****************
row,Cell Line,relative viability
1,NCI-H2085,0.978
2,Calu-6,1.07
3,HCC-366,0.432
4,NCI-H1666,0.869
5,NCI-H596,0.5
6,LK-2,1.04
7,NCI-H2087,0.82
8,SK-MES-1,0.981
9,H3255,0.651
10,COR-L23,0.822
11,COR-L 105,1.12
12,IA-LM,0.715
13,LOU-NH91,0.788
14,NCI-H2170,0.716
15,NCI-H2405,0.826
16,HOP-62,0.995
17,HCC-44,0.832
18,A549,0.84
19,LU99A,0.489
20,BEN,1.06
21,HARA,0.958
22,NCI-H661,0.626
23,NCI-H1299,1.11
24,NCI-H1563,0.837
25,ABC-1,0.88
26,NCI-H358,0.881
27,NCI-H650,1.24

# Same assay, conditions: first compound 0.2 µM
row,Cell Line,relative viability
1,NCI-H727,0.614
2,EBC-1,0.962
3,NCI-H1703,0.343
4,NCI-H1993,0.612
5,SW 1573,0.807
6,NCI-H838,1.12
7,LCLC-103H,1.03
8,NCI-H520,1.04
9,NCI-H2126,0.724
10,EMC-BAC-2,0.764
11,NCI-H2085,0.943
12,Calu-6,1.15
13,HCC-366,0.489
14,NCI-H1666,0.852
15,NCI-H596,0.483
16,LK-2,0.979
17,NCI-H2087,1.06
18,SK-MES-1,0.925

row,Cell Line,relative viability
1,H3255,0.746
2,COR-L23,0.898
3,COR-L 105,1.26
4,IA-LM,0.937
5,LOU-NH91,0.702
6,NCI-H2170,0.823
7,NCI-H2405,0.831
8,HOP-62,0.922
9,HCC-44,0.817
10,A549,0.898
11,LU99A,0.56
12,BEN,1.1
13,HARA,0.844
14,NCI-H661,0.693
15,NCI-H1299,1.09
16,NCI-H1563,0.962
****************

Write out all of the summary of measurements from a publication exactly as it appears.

row,Cell Line,relative viability
1,NCI-H2085,0.978
2,Calu-6,1.07
3,HCC-366,0.432
4,NCI-H1666,0.869
5,NCI-H596,0.5
6,LK-2,1.04
7,NCI-H2087,0.82
8,SK-MES-1,0.981
9,H3255,0.651
10,COR-L23,0.822
11,COR-L 105,1.12
12,IA-LM,0.715
13,LOU-NH91,0.788
14,NCI-H2170,0.716
15,NCI-H2405,0.826
16,HOP-62,0.995
17,HCC-44,0.832
18,A549,0.84
19,LU99A,0.489
20,BEN,1.06
21,HARA,0.958
22,NCI-H661,0.626
23,NCI-H1299,1.11
24,NCI-H1563,0.837
25,ABC-1,0.88
26,NCI-H358,0.881
27,NCI-H650,1.24

# Same assay, conditions: first compound 0.2 µM
row,Cell Line,relative viability
1,NCI-H727,0.614
2,EBC-1,0.962
3,NCI-H1703,0.343
4,NCI-H1993,0.612
5,SW 1573,0.807
6,NCI-H838,1.12
7,LCLC-103H,1.03
8,NCI-H520,1.04
9,NCI-H2126,0.724
10,EMC-BAC-2,0.764
11,NCI-H2085,0.943
12,Calu-6,1.15
13,HCC-366,0.489
14,NCI-H1666,0.852
15,NCI-H596,0.483
16,LK-2,0.979
17,NCI-H2087,1.06
18,SK-MES-1,0.925

row,Cell Line,relative viability
1,H3255,0.746
2,COR-L23,0.898
3,COR-L 105,1.26
4,IA-LM,0.937
5,LOU-NH91,0.702
6,NCI-H2170,0.823
7,NCI-H2405,0.831
8,HOP-62,0.922
9,HCC-44,0.817
10,A549,0.898
11,LU99A,0.56
12,BEN,1.1
13,HARA,0.844
14,NCI-H661,0.693
15,NCI-H1299,1.09
16,NCI-H1563,0.962